At the Paralympics, Less is More

Posted by Daniel Thomas
March 11, 2014
Laurie Stephens of the U.S. Races to Win a Medal in Alpine Skiing at the 2014 Winter Paralympics

Paralympians are known for their ability to overcome obstacles and triumph no matter the odds.  Few athletes compete at the highest levels of competition, and even fewer can do so while facing the physical challenges that define the Paralympics, making these remarkable athletes even rarer.  Partly for this reason, the Paralympic Games are much smaller than the Olympics, featuring fewer athletes competing in five events instead of 15.  But make no mistake -- these Games ask much more of their athletes.

Events at the Paralympics closely resemble those featured at the Olympic Games, but with some changes that raise their level of difficulty.  For example, alpine skiing incorporates guides for the vision-impaired athletes.  The guide skis ahead of the competitor, giving instructions over a radio headset to tell the skier when to turn, tuck and jump.  For these skiers, their success becomes dependent not only on their own ability, but also clear communication with the guide.  Both must be perfect to reach the podium at the Paralympics.  However, Team USA found that balance between competitor and guide in 2010, medaling 11 times in the alpine events.

Wheelchair curling also is different from its Olympic counterpart.  Instead of fielding both women’s and men’s teams, the Paralympics squad is mixed gender.  Each team consists of four members, and each must have at least one representative of each gender.  In addition wheelchair curling does not allow sweeping, making the primary “throw” of the stone much more important.  These alterations to the rules change the strategy used by teams in each competition.  Although Team USA has never medaled in wheelchair curling in the past, the sport is steadily gaining in popularity and Team USA is stronger than ever.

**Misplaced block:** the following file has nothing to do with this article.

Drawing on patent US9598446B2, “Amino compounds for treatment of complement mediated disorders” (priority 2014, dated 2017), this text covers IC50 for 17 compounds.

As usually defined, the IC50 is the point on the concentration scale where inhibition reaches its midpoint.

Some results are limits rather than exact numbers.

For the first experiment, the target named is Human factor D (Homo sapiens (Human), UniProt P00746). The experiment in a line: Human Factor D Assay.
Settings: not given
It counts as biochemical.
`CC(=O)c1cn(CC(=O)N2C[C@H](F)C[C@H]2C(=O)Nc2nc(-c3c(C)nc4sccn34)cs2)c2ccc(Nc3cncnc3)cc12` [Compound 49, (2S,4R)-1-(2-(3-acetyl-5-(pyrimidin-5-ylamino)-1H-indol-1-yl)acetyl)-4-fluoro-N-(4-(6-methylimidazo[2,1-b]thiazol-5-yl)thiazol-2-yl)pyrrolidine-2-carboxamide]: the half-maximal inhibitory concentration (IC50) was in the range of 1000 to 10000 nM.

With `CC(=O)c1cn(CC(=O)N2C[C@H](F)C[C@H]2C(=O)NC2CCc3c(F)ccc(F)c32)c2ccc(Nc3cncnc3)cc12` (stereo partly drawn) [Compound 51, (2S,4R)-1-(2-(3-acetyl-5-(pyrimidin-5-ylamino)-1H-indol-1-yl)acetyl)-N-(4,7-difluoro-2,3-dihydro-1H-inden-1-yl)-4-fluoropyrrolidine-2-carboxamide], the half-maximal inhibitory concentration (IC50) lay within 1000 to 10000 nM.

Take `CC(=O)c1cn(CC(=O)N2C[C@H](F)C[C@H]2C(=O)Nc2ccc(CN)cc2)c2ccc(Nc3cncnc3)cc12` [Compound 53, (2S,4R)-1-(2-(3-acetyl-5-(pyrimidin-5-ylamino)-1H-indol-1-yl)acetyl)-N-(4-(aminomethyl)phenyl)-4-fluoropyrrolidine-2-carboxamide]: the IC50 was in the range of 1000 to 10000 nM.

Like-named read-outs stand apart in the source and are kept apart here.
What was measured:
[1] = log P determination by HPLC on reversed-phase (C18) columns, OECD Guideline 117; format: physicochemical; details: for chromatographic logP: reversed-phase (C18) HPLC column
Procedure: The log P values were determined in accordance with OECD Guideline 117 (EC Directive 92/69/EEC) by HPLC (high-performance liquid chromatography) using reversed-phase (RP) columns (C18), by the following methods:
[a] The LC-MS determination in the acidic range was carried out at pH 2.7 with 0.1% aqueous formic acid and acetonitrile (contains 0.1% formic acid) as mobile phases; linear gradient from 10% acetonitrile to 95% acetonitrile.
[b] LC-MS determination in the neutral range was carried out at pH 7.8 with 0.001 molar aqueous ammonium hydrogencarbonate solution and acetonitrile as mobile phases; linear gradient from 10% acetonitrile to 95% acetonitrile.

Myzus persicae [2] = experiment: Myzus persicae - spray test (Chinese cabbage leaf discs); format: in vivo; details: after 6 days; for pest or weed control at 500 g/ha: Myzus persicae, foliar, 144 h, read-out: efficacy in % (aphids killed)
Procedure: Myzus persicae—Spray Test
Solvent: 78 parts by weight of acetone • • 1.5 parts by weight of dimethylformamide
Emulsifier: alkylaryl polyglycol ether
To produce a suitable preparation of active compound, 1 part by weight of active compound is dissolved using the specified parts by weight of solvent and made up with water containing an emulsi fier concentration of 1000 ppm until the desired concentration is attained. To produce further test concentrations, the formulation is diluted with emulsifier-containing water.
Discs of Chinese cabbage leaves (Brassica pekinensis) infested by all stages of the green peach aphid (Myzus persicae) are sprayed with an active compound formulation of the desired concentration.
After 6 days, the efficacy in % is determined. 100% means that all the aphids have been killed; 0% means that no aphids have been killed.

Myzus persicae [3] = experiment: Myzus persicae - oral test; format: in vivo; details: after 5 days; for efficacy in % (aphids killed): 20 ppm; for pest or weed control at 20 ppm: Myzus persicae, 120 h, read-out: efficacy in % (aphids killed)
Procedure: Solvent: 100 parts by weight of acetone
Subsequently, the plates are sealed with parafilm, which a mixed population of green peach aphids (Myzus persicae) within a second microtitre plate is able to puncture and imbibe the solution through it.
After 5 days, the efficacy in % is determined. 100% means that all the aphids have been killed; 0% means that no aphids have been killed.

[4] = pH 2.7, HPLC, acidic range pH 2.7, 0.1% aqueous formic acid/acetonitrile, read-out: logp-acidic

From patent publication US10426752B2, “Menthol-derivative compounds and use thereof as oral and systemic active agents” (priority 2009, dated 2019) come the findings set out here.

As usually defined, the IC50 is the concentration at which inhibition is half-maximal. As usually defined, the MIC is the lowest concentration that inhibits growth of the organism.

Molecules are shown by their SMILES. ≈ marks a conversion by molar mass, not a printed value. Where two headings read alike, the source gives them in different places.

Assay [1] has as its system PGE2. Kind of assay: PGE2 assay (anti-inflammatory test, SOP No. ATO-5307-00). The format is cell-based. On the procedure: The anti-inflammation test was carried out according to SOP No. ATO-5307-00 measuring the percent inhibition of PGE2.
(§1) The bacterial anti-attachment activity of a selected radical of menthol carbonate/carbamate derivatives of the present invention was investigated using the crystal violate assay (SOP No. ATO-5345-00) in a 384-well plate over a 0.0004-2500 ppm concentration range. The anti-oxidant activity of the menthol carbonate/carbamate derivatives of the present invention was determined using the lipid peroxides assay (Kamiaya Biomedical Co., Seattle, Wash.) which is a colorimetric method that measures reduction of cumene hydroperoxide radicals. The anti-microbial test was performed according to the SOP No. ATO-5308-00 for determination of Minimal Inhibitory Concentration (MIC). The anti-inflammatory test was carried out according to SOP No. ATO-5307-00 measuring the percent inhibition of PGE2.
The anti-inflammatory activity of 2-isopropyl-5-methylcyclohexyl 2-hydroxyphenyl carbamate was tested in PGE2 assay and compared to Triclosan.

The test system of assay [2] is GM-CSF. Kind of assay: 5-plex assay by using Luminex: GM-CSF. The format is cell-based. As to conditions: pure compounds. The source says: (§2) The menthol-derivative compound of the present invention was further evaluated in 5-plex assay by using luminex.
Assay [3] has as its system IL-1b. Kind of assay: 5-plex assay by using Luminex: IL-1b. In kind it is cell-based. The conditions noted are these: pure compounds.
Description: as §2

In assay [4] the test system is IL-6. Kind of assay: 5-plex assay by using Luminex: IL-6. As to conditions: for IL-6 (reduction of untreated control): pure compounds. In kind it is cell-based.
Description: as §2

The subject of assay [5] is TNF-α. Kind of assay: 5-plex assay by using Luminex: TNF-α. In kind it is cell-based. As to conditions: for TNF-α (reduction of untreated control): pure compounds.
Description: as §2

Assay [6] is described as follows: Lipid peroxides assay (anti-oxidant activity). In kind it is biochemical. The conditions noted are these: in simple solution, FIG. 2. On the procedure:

Sledge hockey and Nordic skiing/biathlon closely resemble their Olympic Counterparts, despite the use of specialized equipment.  Viewers with knowledge of either Olympic sport will easily follow the Paralympic version.  The countries favored to win gold in both sports should also seem familiar: the United States and Canada are favorites in sledge hockey, with Team USA defending its 2010 gold medal, and Russia is predicted to reach the podium often in Nordic skiing and biathlon.

Although Paralympic sports can seem foreign to fans of the Olympics, the spirit of the Games remains the same.  Top athletes will compete in Sochi to be crowned as the very best in their respective disciplines.  Team USA has found great success in these events in the past and looks to continue its success in 2014.  

About the Author: Daniel Thomas serves at the U.S. Embassy in Moscow, Russia.

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